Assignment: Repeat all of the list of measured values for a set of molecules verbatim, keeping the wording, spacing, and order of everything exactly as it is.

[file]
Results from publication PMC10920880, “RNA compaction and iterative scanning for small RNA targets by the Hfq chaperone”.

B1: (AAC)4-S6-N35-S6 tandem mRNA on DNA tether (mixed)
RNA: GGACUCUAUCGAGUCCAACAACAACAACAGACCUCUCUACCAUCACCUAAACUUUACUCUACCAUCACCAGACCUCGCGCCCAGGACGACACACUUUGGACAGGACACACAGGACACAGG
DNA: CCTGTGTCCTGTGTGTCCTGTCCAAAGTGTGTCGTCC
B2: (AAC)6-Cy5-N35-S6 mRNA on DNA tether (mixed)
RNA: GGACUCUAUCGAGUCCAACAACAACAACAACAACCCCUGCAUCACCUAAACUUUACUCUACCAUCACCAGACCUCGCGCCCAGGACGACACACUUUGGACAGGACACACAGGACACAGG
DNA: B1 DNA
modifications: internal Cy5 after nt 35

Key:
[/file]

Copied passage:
Results from publication PMC10920880, “RNA compaction and iterative scanning for small RNA targets by the Hfq chaperone”.

B1: (AAC)4-S6-N35-S6 tandem mRNA on DNA tether (mixed)
RNA: GGACUCUAUCGAGUCCAACAACAACAACAGACCUCUCUACCAUCACCUAAACUUUACUCUACCAUCACCAGACCUCGCGCCCAGGACGACACACUUUGGACAGGACACACAGGACACAGG
DNA: CCTGTGTCCTGTGTGTCCTGTCCAAAGTGTGTCGTCC
B2: (AAC)6-Cy5-N35-S6 mRNA on DNA tether (mixed)
RNA: GGACUCUAUCGAGUCCAACAACAACAACAACAACCCCUGCAUCACCUAAACUUUACUCUACCAUCACCAGACCUCGCGCCCAGGACGACACACUUUGGACAGGACACACAGGACACAGG
DNA: B1 DNA
modifications: internal Cy5 after nt 35

Key: